In addition to the tremendous cost and time savings, another major benefit of robotaxis is increased mobility at a practical cost for the disadvantaged, disabled and elderly with limited access to cars or unable to drive. A US Bureau of Transportation Statistics survey found that almost 15 million people, six million of whom are disabled, have difficulties getting the transportation they need. This number will rise. The Los Angeles Times reports that by 2030, up to a quarter of the nation’s licensed drivers will be older than 85. Not having easy, affordable transportation or losing the ability to drive altogether has been linked to lower employment, increase in depressive symptoms and a decline in out-of-home activity levels.
Massive disruptions would come along with the benefits, however.
There is much to learn, for example, about the secondary effects of making car travel cheaper and more convenient. Will this shift usage from public transit? Will it drive up overall demand and increase pollution and congestion? Will it enhance urban, suburban and exurb sprawl?

The impacts on jobs and profits will be substantial. More than $2T is spent each year in the US on car-related spending, encompassing suppliers, carmakers, dealers, financing, service, repairs, insurance, energy, rentals, taxes, etc. As I've previously discussed, massive car sharing has the potential of eliminating or redistributing a significant portion of these revenues through new business models and changes in the competitive landscape.

Professional drivers, for example, could suffer huge job losses. In New York City alone, there are over 50,000 licensed taxi drivers and about another 50,000 other professional drivers of black cars, livery services and other For-Hire Vehicles (Source: 2014 NYC Taxicab Fact Book). (I explored this issue in depth in several previous articles, including one entitled Will The Google Car Force A Choice Between Lives And Jobs?)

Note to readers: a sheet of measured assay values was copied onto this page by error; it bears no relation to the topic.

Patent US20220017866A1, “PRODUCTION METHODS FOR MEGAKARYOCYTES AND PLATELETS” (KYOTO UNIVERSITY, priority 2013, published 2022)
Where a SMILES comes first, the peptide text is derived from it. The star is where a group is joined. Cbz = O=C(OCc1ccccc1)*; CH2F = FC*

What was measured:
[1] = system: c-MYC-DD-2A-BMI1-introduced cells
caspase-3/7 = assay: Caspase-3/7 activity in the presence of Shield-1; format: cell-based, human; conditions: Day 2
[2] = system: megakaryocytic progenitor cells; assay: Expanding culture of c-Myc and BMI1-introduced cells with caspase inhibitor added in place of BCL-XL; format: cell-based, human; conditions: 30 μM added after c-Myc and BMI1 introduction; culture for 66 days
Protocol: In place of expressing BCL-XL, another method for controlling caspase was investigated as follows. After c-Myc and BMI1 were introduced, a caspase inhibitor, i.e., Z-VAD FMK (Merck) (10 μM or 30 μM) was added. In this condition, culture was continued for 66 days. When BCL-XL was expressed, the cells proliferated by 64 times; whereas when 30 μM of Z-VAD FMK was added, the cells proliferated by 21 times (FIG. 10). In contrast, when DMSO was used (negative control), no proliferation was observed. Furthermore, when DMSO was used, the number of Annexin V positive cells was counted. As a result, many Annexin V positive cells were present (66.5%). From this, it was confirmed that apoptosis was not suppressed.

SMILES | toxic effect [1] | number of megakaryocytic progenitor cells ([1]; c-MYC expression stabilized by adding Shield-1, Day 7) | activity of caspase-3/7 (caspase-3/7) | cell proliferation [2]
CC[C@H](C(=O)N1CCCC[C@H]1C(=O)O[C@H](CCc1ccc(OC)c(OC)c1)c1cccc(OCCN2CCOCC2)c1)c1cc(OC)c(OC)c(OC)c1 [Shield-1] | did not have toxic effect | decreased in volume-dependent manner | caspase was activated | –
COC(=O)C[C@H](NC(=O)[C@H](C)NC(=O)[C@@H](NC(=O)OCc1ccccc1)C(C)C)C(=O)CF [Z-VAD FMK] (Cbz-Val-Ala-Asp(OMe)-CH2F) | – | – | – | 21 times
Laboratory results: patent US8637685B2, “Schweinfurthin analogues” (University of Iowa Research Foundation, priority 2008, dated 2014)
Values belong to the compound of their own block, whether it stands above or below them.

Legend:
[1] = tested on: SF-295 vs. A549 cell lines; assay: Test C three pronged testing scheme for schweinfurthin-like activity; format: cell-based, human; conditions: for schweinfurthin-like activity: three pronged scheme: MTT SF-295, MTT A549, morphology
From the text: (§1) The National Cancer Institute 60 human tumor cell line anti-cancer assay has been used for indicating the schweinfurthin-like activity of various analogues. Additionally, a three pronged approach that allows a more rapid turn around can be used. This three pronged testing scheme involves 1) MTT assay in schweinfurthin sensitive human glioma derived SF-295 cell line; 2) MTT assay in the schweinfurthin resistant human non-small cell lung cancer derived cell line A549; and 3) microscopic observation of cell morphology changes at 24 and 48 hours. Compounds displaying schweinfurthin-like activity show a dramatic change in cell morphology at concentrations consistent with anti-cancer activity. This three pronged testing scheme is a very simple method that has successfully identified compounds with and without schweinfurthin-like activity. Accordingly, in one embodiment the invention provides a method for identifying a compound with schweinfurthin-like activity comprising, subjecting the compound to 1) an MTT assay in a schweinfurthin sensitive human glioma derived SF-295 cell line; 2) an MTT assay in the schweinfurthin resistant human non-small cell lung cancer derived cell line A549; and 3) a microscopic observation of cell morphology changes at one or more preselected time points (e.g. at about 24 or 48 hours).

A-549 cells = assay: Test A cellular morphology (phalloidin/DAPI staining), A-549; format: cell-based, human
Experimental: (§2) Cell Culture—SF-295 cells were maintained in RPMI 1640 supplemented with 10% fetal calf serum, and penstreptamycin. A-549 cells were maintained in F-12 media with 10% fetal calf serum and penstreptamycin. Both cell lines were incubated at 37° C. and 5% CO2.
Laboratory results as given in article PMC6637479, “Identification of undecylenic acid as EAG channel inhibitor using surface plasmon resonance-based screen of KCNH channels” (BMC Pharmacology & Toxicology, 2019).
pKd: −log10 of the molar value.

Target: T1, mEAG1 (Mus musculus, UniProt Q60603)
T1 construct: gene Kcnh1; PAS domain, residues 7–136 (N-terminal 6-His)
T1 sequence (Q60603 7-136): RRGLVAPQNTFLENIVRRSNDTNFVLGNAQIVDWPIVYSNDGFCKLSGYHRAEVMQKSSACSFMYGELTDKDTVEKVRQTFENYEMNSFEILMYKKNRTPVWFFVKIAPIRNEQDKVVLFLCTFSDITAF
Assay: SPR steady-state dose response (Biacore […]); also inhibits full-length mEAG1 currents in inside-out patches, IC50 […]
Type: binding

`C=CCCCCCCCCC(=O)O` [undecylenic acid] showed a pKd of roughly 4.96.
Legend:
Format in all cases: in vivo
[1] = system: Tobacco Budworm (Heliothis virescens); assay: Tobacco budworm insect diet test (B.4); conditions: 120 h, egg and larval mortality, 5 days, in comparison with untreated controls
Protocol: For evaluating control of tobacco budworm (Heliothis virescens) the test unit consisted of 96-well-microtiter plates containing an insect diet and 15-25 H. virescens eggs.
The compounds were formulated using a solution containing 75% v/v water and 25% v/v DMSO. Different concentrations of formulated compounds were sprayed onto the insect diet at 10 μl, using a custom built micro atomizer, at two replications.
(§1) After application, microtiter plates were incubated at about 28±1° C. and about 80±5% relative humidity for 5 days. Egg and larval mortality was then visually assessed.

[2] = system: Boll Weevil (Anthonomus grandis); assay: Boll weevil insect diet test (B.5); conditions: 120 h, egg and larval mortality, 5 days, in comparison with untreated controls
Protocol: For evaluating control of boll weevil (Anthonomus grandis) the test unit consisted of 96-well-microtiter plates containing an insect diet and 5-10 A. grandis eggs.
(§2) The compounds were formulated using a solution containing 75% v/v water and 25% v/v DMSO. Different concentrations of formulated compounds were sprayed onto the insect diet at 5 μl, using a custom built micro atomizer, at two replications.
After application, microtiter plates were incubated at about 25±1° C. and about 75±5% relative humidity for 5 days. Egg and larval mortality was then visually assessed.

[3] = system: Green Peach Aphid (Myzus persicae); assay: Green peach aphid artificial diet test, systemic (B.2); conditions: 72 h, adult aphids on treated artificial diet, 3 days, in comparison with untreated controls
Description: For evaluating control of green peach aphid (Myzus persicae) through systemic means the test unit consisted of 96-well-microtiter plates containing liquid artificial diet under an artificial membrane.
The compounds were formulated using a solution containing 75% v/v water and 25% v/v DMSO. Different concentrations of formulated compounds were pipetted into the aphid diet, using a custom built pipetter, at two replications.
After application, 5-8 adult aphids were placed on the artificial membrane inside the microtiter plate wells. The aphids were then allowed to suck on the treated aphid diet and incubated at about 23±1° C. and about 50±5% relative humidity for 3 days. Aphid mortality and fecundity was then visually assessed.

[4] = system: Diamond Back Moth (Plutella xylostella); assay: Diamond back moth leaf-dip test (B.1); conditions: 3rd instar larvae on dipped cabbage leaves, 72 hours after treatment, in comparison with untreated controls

The disruptions would reach far beyond professional drivers. Take automakers and car dealers, for example.

Car dealers could be disintermediated if robotaxis are sold as large fleets to robotaxi operators, rather than to through dealers to individual owners. Car dealers in the US handle more than $650 billion in new and used cars sales today and, as Tesla is finding out, jealously guard their position in the automotive value chain.

An increase in fleet sales and in total mile travel due to cheaper transportation would be good for automakers but robotaxis could hurt them in other ways.  Profits would be squeezed if robotaxis cut into the sales of large expensive models that provide most of today’s margin. That’s because most car trips involve only one or two persons. So, if robotaxis allow riders to call for the type of car needed, when they need it, customers might opt for smaller, less expensive cars. Gone might be the days when buyers choose minivans just to accommodate the occasional family outing or car-pooled soccer game. They might opt buy the smaller car, and request larger robotaxis when they need it. The same rationale might diminish the tendency to purchase second or third cars for occasional use.

A lot of invention and innovation is needed before a robotaxi pulls up to your door and, in doing so, induce broad social and economic disruptions. Estimates of when this might happen range from a few years to never. Many hard issues remain to be solved—but many forces are working towards making that eventuality come sooner rather than later.

Fasten your seat belts; we are in for a wild and bumpy ride.